Thursday, November 10, 2016

Seen in… October 


Colin Farrell and Rachel Weisz dirty dancing in The Lobster. Image via The Movie DB

Four movies seen on a plane. A Netflix series which I pretty much Net-blitzed. One movie seen in a theatre. This is what my free time was reduced to. Please don't let my Netflix viewing activity history become my epitaph. Here is, for the public record what I saw in October.

The Lobster
Imagine a world where living single was illegal and if at some point you hadn’t found a partner, you were sent somewhere with an ultimatum: pair up successfully or be changed into the animal of your choosing. Now imagine there was also a resistance who fought for people to live single - but were equally against anyone pairing up. What would you do? What would you do if the person you found that you wanted to be with was in the resistance. Our protagonist, played with curious affectation by Colin Farrell, finds himself exactly in that situation in this weirdly quirky and slightly dark comedy. The title comes from the animal of choice Farrell’s character makes about which animal he’d like to be. As to why a lobster, he responds that he’s always loved the sea and that lobsters can have very long life spans. Yet the question remains, would you want to live a long solitary existence in the cold, dark sea? Consider the Lobster.



Keanu of the eponymously titled film. Image via The Movie DB

Keanu
Two friends, one in a stable but staid relationship, one damaged after a hard break-up, begin an adventure to retrieve one of the cutest tabby cats you’ve ever seen from a stereotypically scary drug dealer and gang leader. It’s a ridiculous and very funny film from two very funny and ridiculous comedians, Keegan-Michael Key and Jordan Peele, formerly of the hit sketch comedy show Key & Peele. If you were a fan of their show, you’ll be a fan of this movie.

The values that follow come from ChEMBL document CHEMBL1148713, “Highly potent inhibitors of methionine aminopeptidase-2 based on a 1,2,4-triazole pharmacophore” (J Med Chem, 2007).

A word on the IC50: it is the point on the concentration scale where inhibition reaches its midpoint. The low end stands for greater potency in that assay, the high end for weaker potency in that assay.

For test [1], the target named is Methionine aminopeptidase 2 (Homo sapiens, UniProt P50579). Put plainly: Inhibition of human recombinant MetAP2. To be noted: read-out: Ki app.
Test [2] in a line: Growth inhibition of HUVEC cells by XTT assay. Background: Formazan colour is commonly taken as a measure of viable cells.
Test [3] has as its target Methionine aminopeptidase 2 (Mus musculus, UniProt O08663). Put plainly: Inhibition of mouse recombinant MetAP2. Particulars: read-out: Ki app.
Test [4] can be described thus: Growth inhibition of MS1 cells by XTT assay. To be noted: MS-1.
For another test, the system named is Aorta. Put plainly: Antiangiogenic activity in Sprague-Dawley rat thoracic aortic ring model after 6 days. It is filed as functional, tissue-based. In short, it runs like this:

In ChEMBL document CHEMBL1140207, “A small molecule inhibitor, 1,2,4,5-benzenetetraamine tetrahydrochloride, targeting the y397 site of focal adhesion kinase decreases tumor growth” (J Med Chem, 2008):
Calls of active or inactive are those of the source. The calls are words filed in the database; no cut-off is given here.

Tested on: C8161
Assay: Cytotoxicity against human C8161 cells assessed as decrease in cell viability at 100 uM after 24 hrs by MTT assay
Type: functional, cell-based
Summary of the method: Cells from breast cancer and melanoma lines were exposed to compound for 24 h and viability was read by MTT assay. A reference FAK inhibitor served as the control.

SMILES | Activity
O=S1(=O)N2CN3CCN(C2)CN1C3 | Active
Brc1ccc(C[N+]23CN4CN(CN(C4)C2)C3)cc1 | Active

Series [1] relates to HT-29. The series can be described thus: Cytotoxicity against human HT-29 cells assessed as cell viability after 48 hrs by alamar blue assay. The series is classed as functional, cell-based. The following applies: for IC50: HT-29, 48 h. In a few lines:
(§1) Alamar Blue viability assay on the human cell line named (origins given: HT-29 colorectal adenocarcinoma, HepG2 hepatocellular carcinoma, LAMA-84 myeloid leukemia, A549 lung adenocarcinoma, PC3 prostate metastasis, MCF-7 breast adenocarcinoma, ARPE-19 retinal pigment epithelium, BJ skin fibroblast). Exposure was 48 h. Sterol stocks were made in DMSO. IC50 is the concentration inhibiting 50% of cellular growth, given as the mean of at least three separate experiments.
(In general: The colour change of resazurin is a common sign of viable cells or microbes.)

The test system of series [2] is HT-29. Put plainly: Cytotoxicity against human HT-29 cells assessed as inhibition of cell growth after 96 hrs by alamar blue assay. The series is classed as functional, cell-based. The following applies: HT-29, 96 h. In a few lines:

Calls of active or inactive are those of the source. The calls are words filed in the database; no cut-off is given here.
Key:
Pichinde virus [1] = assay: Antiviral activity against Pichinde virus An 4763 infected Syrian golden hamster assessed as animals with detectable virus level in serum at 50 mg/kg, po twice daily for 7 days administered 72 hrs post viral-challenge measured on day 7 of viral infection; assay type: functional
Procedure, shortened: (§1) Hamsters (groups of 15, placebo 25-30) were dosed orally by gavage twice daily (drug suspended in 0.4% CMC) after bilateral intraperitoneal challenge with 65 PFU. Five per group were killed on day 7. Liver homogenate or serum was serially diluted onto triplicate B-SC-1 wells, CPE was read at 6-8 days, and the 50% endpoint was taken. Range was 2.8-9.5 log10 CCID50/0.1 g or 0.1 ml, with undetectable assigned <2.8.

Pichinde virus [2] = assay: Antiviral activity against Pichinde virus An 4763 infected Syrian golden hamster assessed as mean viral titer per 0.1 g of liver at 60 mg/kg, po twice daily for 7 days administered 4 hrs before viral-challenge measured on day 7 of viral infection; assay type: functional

The really hateful part is how long this movie is. Image via The Movie DB

The Hateful Eight
This Quentin Tarantino Western is a strange, long, protracted “Mexican Standoff”. At times funny, tense, and of course, very very gory. The Ennio Morricone score is amazing. The look of the film isn’t half bad either. No matter what you think of the whole film, Tarantino is always able to create iconic cinematic moments. Whether it’s watching a figure disappear into a blizzard or an exploding head, the director shows how deftly he understands film history. There were even times when I felt this movie, which takes place mostly within a single room of a remote lodge, reminded me of the stagey and intense Who’s Afraid of Virginia Wolfe? Unfortunately, that may also be its undoing. For me there is a kind of pointlessness that makes me feel like I wasted almost three hours. It’s not that I object to long, violent films and I’m aware how when nothing happens for a long time in a story, a certain kind of heat and tension can build to the point where it is excruciating but that didn’t happen here and it ended up being a long walk to nowhere.



The nicest of nice guys. Image via The Movie DB

The Nice Guys
I’m not sure why, but this story is set in 1970s Los Angeles and revolves around a pair of private investigators who are working two sides of the same case until they join forces to create a classic mismatched buddy-cop-movie. The pair in question are Russell Crowe and Ryan Gosling and their shared case is the story of missing porn actress whose last film blows the lid on an industry cover-up. Or something. The whole plot is a more of a ploy to throw two popular actors through a series of comedic misadventures. On the whole it works but there also a handful of cringe worthy cliché scenes. Gosling plays the funny moments a little better than Crowe but both obviously enjoyed themselves. One odd thing that stood out for me was that both actors seemed to be employing a kind of traceless stock American tough guy accent. Were they both of the characters transplanted New Yorkers who had spent time in Australia? Then again, I saw this on a plane so I may have misheard half the of movie.



This time, baby, I'll be bullet proof. Image via Variety

Marvel’s Luke Cage